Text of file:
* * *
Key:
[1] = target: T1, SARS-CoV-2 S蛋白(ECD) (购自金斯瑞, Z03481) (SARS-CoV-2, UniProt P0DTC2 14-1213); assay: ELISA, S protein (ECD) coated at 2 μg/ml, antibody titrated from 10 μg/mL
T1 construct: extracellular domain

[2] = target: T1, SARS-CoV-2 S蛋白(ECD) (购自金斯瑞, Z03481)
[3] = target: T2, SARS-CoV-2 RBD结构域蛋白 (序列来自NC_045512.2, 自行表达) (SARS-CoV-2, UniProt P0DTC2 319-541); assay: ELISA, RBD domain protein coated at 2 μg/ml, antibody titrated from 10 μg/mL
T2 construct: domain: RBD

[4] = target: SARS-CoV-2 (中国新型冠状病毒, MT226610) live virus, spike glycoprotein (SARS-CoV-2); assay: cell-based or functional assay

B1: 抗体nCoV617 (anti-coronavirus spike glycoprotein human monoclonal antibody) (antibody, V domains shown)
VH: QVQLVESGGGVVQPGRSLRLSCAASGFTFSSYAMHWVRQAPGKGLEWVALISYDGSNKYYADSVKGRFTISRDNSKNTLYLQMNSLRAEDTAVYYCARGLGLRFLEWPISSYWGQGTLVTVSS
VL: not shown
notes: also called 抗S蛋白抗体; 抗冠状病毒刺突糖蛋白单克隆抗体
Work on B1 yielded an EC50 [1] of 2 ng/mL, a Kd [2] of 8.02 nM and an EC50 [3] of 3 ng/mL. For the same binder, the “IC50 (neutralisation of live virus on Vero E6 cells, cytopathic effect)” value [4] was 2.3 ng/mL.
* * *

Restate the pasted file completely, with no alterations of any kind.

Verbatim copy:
Key:
[1] = target: T1, SARS-CoV-2 S蛋白(ECD) (购自金斯瑞, Z03481) (SARS-CoV-2, UniProt P0DTC2 14-1213); assay: ELISA, S protein (ECD) coated at 2 μg/ml, antibody titrated from 10 μg/mL
T1 construct: extracellular domain

[2] = target: T1, SARS-CoV-2 S蛋白(ECD) (购自金斯瑞, Z03481)
[3] = target: T2, SARS-CoV-2 RBD结构域蛋白 (序列来自NC_045512.2, 自行表达) (SARS-CoV-2, UniProt P0DTC2 319-541); assay: ELISA, RBD domain protein coated at 2 μg/ml, antibody titrated from 10 μg/mL
T2 construct: domain: RBD

[4] = target: SARS-CoV-2 (中国新型冠状病毒, MT226610) live virus, spike glycoprotein (SARS-CoV-2); assay: cell-based or functional assay

B1: 抗体nCoV617 (anti-coronavirus spike glycoprotein human monoclonal antibody) (antibody, V domains shown)
VH: QVQLVESGGGVVQPGRSLRLSCAASGFTFSSYAMHWVRQAPGKGLEWVALISYDGSNKYYADSVKGRFTISRDNSKNTLYLQMNSLRAEDTAVYYCARGLGLRFLEWPISSYWGQGTLVTVSS
VL: not shown
notes: also called 抗S蛋白抗体; 抗冠状病毒刺突糖蛋白单克隆抗体
Work on B1 yielded an EC50 [1] of 2 ng/mL, a Kd [2] of 8.02 nM and an EC50 [3] of 3 ng/mL. For the same binder, the “IC50 (neutralisation of live virus on Vero E6 cells, cytopathic effect)” value [4] was 2.3 ng/mL.